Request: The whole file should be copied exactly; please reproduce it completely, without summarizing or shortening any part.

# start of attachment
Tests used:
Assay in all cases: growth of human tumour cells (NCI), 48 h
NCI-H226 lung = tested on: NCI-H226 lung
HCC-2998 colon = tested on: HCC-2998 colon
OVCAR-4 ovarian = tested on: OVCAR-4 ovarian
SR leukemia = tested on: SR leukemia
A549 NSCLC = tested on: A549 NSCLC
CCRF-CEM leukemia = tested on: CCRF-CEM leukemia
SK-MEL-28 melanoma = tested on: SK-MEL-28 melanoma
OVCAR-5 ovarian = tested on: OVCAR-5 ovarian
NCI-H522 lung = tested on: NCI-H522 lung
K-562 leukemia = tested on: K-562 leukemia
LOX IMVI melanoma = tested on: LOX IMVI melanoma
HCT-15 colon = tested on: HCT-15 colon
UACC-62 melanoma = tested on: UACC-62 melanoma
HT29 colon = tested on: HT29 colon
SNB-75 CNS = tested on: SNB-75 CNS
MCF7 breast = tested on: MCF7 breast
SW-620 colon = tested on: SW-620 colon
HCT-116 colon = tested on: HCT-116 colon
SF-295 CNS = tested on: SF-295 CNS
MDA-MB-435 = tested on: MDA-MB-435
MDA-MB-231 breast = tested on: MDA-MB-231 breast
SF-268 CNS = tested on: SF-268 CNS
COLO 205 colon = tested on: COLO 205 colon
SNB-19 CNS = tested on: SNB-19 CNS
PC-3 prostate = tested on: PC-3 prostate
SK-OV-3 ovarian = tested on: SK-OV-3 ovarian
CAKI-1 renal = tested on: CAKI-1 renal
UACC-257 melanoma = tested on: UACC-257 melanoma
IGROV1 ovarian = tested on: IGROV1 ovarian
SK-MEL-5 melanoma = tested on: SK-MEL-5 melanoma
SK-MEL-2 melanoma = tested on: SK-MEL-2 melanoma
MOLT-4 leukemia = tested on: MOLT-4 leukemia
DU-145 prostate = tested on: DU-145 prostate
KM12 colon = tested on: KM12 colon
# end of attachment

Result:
Tests used:
Assay in all cases: growth of human tumour cells (NCI), 48 h
NCI-H226 lung = tested on: NCI-H226 lung
HCC-2998 colon = tested on: HCC-2998 colon
OVCAR-4 ovarian = tested on: OVCAR-4 ovarian
SR leukemia = tested on: SR leukemia
A549 NSCLC = tested on: A549 NSCLC
CCRF-CEM leukemia = tested on: CCRF-CEM leukemia
SK-MEL-28 melanoma = tested on: SK-MEL-28 melanoma
OVCAR-5 ovarian = tested on: OVCAR-5 ovarian
NCI-H522 lung = tested on: NCI-H522 lung
K-562 leukemia = tested on: K-562 leukemia
LOX IMVI melanoma = tested on: LOX IMVI melanoma
HCT-15 colon = tested on: HCT-15 colon
UACC-62 melanoma = tested on: UACC-62 melanoma
HT29 colon = tested on: HT29 colon
SNB-75 CNS = tested on: SNB-75 CNS
MCF7 breast = tested on: MCF7 breast
SW-620 colon = tested on: SW-620 colon
HCT-116 colon = tested on: HCT-116 colon
SF-295 CNS = tested on: SF-295 CNS
MDA-MB-435 = tested on: MDA-MB-435
MDA-MB-231 breast = tested on: MDA-MB-231 breast
SF-268 CNS = tested on: SF-268 CNS
COLO 205 colon = tested on: COLO 205 colon
SNB-19 CNS = tested on: SNB-19 CNS
PC-3 prostate = tested on: PC-3 prostate
SK-OV-3 ovarian = tested on: SK-OV-3 ovarian
CAKI-1 renal = tested on: CAKI-1 renal
UACC-257 melanoma = tested on: UACC-257 melanoma
IGROV1 ovarian = tested on: IGROV1 ovarian
SK-MEL-5 melanoma = tested on: SK-MEL-5 melanoma
SK-MEL-2 melanoma = tested on: SK-MEL-2 melanoma
MOLT-4 leukemia = tested on: MOLT-4 leukemia
DU-145 prostate = tested on: DU-145 prostate
KM12 colon = tested on: KM12 colon